How easy was that!! This is just one short simple little role play where Bill is playing, learning, hearing and using language, building social skills, building self confidence, and bonding with his dad. Dad only needed 15 minutes out of his day to do it. So it is not always hard to do, you can do it in short bursts when you have little pieces of time.


Here is another example. Mum has to wash 2 year old Amy’s hands.

Mum: “look your hands are dirty” (takes Amy to the sink)

Amy: “baa”

Mum: “lets turn on the tap….whoosh, here comes the water, whoosh”

Amy: squeals with laughter

Mum: “put some soap on”

Mum: (rubs Amy’s hands together and sings) “wash, wash, wash, wash your hands”

Amy: laughs

Mum: “lets dry them now” (dries Amy’s hands)


Here is a typical example of a daily activity, but mum makes it fun and at the same time uses lots of language. This is a learning activity, with lots of language and it is a fun moment for mum and daughter. How easy is that!! Positive interaction like this is enriching interaction for the child. Surely these activities that last only a few minutes are worth more than an hour sitting passively in front of the TV.


Remember your language level

One of the biggest things to be aware of when using language around your young child is the level and complexity of the language you use.  Think about their age and how much language they use.  A young child will generally understand more words than he uses in speech.  You can use the milestones guide to have a broad idea of your child’s language level.  Assuming your child is developing along normal lines think about where to pitch you language.  For instance, if your child is aged 2 years and 6 months and is able to follow a short instruction containing 2 key words, be mindful of this when you talk to her.  If you use long sentences she will not understand you.  If your child does have difficulty understanding, just use key words, more intonation, and gesture, or point as you say the words.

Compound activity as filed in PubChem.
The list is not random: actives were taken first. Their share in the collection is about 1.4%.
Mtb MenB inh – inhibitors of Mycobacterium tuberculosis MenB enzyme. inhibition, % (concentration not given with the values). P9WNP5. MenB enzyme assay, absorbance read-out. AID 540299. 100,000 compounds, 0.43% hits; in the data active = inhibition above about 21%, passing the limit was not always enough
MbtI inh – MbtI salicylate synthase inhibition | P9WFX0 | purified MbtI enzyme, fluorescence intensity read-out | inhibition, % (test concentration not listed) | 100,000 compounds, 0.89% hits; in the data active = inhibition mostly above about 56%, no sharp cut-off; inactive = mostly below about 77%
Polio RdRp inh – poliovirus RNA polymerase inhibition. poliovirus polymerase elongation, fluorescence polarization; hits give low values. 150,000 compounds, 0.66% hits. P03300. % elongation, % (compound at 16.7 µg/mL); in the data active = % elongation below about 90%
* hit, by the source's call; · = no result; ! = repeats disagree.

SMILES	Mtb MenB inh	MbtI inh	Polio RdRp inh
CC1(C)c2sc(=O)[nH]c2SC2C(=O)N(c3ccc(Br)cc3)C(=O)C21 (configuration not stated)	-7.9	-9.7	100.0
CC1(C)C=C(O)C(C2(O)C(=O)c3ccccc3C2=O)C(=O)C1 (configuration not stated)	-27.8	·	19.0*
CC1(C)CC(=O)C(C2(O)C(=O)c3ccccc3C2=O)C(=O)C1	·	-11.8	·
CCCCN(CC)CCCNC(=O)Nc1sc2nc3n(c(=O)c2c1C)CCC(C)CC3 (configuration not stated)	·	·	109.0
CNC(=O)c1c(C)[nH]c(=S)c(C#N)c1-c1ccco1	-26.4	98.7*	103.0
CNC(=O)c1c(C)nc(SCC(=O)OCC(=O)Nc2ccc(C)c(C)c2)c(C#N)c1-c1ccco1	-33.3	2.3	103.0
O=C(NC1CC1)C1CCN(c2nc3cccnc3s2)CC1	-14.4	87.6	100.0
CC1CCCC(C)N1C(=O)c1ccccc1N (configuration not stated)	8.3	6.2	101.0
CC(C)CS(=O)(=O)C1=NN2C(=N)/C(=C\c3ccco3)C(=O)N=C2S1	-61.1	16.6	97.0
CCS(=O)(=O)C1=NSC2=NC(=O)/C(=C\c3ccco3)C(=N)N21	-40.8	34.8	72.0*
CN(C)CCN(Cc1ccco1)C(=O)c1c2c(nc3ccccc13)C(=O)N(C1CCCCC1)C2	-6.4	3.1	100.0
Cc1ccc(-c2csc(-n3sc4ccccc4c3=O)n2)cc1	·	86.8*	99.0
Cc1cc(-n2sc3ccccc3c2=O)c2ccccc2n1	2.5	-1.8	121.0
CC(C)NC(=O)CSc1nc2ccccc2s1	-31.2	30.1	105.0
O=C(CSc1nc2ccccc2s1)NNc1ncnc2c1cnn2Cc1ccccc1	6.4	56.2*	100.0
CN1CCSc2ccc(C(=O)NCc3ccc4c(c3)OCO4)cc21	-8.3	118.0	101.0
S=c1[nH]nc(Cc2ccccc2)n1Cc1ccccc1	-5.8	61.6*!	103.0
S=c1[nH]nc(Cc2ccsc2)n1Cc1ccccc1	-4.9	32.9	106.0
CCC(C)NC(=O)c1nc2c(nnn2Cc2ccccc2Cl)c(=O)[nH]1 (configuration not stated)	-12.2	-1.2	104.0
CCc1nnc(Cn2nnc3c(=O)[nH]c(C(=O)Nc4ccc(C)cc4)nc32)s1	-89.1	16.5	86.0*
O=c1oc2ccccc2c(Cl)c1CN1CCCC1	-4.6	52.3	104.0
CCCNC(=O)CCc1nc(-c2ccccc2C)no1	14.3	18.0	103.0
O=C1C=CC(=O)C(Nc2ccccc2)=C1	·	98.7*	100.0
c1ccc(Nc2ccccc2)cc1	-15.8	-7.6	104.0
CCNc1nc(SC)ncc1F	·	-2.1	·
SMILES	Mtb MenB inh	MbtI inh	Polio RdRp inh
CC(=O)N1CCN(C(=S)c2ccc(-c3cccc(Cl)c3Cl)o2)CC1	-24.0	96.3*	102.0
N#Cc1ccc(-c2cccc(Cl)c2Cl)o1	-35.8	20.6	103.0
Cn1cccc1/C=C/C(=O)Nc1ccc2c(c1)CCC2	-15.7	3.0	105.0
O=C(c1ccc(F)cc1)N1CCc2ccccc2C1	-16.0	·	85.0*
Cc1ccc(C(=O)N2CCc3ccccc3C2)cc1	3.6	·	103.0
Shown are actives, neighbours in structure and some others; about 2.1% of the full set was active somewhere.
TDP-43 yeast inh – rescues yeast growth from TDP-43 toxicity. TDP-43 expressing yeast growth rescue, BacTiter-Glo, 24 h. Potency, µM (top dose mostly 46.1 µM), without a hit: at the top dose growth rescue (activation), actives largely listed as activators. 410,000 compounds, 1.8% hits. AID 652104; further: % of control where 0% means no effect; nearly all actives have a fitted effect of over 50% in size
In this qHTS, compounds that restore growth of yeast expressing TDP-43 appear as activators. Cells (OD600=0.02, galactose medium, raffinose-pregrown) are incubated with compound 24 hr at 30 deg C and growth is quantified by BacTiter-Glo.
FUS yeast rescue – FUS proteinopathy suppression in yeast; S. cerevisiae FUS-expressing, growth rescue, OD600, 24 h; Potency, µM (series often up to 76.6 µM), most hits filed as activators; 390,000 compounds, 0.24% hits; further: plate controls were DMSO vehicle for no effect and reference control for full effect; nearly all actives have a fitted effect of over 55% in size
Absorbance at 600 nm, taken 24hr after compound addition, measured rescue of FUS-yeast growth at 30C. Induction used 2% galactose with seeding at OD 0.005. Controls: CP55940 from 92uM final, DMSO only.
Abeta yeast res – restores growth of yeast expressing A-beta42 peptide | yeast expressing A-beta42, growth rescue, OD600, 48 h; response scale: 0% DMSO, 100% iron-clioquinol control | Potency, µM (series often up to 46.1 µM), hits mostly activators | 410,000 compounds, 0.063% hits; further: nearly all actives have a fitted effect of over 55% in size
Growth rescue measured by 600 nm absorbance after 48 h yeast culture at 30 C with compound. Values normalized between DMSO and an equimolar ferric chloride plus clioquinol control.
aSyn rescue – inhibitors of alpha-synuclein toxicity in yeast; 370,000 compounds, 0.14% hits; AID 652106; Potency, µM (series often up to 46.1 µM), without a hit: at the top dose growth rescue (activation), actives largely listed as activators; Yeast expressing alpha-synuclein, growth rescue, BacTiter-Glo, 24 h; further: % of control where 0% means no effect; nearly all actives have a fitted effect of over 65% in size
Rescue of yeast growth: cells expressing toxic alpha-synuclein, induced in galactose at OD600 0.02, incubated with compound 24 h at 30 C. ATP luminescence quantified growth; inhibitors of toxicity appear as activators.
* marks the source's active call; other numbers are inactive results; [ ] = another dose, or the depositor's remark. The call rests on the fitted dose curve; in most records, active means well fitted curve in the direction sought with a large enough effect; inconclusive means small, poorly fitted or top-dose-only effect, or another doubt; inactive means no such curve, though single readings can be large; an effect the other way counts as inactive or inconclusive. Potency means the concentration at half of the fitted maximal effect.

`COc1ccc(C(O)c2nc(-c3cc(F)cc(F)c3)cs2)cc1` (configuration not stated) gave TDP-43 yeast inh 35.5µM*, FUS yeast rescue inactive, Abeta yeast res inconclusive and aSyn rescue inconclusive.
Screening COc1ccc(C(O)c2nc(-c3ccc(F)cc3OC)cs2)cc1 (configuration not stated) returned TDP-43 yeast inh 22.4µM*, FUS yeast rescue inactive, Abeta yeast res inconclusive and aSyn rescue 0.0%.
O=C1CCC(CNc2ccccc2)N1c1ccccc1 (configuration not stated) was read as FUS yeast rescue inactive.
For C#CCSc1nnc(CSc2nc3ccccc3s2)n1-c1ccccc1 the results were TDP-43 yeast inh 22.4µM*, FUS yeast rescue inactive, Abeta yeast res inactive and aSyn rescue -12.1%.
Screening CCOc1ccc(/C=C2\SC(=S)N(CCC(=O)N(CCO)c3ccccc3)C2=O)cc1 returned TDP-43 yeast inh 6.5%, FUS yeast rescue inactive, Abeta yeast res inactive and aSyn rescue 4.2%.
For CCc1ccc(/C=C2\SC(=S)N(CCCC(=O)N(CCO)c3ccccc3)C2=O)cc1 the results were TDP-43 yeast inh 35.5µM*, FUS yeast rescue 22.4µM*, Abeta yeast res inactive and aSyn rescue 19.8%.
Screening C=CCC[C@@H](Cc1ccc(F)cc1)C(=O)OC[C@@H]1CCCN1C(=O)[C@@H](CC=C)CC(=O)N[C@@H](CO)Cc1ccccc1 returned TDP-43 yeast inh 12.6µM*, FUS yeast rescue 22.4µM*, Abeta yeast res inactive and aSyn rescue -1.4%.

Take a step back and feed in language

You can enhance your child’s development of language by sometimes taking a step back during play and letting them take the lead. This gives the child control of their environment and builds their confidence. Although you are still involved in the play you are not dictating what is happening. However, you can still be feeding language into the play as it is happening. So the takeaway here is not to feel you have to fill in any gaps of silence, just watch and listen and add language.


Having a shared focus

The above examples show the importance of having a shared focus.  This is important because not only are you giving the child a point of reference when you talk about things, but the child is learning listening and using attention skills.  These skills are vitally important for the child when they attend school and the early years are key years for developing these skills.  Studies are showing that too much passive television viewing in the early years of life can affect the listening and attention skills of children when they reach school age.  The best ways to develop skills is to spend time with your child, talk and play with child, and have a shared focus.